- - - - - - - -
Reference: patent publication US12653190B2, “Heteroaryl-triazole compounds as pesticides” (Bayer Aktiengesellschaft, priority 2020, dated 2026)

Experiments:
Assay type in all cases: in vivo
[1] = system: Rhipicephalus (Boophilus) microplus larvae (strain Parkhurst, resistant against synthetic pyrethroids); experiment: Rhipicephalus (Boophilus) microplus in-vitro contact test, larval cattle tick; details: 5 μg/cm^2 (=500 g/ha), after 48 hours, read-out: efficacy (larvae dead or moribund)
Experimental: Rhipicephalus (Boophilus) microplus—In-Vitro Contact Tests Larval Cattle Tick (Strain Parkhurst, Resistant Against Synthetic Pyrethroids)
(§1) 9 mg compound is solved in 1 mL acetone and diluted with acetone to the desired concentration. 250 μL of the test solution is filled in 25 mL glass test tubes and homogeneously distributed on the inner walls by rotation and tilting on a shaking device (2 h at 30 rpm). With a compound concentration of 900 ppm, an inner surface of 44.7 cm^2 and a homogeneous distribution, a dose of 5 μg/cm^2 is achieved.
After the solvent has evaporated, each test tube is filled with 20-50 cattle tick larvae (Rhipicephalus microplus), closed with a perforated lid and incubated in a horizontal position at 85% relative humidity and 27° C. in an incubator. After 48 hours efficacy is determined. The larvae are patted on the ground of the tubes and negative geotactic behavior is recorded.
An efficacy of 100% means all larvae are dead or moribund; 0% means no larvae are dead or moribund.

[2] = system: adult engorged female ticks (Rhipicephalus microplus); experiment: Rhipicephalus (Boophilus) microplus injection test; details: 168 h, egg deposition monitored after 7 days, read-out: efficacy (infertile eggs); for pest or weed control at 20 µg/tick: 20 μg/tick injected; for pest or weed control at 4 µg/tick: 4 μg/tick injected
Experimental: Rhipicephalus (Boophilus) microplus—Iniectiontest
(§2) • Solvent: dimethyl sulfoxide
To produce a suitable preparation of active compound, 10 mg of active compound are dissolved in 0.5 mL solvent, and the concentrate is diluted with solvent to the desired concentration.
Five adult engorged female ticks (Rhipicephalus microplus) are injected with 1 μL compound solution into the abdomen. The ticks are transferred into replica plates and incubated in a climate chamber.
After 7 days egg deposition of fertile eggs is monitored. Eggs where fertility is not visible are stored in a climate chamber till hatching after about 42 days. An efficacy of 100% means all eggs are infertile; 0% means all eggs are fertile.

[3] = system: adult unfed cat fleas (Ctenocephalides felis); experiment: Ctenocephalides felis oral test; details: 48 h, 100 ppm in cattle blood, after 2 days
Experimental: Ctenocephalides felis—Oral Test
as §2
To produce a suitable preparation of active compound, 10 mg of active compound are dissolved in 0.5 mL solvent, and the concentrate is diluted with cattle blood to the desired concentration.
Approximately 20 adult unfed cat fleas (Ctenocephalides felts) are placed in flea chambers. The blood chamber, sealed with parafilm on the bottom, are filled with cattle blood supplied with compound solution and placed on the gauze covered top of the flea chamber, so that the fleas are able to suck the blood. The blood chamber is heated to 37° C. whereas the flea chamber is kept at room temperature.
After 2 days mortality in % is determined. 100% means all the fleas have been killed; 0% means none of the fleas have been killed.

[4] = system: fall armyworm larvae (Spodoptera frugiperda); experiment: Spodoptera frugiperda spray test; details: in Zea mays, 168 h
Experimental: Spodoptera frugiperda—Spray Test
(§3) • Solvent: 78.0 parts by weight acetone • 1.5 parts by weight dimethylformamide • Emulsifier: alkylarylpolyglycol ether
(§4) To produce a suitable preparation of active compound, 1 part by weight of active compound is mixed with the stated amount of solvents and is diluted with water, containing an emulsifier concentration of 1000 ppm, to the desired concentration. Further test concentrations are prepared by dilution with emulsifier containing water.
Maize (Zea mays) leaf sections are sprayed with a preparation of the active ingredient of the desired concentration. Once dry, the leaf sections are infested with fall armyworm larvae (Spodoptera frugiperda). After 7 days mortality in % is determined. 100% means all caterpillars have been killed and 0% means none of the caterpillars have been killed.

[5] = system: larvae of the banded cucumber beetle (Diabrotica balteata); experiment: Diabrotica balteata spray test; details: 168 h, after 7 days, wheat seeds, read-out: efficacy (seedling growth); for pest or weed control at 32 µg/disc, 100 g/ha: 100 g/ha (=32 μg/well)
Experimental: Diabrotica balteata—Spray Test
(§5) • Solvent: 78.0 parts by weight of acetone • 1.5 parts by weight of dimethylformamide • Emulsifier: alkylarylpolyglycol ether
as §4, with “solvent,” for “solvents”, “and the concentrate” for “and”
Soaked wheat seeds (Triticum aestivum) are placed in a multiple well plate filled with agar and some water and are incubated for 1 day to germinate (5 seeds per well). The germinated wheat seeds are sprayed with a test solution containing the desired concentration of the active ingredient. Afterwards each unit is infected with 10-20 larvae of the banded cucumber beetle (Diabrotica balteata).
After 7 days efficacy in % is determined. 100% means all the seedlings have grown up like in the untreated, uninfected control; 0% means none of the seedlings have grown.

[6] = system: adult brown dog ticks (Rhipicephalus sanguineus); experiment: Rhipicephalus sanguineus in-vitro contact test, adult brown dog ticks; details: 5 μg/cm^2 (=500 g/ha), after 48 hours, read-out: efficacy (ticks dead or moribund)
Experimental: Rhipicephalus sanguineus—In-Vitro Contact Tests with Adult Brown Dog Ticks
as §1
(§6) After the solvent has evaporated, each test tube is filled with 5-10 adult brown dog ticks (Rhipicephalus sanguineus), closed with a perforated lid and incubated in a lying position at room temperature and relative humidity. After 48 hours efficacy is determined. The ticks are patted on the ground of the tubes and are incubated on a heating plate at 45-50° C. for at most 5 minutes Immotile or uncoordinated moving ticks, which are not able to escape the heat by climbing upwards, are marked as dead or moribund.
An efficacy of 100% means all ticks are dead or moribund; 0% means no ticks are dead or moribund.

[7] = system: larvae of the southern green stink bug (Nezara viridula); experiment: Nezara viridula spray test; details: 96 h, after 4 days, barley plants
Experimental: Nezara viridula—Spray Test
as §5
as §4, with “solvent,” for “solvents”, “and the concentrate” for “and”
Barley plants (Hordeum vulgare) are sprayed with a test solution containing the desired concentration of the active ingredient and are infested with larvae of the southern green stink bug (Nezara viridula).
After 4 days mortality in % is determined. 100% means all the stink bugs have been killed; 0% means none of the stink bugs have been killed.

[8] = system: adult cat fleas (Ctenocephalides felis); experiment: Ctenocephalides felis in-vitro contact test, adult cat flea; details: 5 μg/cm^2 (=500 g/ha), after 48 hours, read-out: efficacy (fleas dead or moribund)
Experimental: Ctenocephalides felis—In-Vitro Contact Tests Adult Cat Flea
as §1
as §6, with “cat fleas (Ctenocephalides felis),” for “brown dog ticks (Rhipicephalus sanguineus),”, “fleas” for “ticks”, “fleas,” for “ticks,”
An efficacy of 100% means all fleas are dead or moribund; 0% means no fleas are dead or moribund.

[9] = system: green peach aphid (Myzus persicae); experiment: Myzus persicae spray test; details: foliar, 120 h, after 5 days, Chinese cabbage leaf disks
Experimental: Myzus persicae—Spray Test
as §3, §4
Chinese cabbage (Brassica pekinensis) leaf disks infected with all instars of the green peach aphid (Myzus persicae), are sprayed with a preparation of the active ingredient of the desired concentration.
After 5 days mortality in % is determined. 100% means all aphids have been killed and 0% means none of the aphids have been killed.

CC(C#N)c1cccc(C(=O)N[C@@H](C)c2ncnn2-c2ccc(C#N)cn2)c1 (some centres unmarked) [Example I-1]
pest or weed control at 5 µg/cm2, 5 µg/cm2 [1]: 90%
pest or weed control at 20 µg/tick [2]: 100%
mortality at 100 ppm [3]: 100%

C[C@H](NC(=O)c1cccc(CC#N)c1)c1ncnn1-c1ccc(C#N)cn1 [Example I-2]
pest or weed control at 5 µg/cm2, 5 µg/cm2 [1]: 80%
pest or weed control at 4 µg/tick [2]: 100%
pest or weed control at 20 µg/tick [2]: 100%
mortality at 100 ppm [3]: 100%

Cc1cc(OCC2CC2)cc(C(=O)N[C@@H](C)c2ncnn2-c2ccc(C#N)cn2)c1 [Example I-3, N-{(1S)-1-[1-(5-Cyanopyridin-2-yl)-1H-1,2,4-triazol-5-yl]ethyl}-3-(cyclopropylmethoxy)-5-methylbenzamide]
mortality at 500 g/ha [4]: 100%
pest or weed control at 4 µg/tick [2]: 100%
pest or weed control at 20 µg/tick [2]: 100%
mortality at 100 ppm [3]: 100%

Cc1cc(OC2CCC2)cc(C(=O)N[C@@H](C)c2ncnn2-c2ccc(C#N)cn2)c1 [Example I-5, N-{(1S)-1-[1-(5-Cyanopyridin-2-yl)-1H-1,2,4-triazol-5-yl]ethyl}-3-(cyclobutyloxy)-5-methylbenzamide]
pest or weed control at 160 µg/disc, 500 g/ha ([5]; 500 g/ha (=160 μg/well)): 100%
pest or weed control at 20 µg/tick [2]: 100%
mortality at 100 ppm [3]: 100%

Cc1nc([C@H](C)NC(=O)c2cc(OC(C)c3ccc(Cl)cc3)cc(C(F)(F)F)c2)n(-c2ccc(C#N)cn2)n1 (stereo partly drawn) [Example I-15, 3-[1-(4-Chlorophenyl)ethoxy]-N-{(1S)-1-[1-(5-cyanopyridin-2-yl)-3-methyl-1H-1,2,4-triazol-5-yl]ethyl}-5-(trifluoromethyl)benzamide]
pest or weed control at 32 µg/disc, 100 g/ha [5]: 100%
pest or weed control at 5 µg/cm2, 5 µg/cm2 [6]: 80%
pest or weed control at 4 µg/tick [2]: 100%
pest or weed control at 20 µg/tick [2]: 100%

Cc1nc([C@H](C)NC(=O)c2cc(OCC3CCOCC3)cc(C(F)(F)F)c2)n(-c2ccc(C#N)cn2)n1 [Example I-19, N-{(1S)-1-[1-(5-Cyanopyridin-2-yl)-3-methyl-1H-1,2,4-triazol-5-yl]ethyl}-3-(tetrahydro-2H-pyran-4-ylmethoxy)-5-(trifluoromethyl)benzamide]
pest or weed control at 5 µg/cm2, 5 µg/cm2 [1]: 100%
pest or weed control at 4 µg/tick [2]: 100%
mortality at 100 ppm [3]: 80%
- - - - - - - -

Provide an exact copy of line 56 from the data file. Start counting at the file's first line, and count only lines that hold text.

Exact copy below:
mortality at 100 ppm [3]: 100%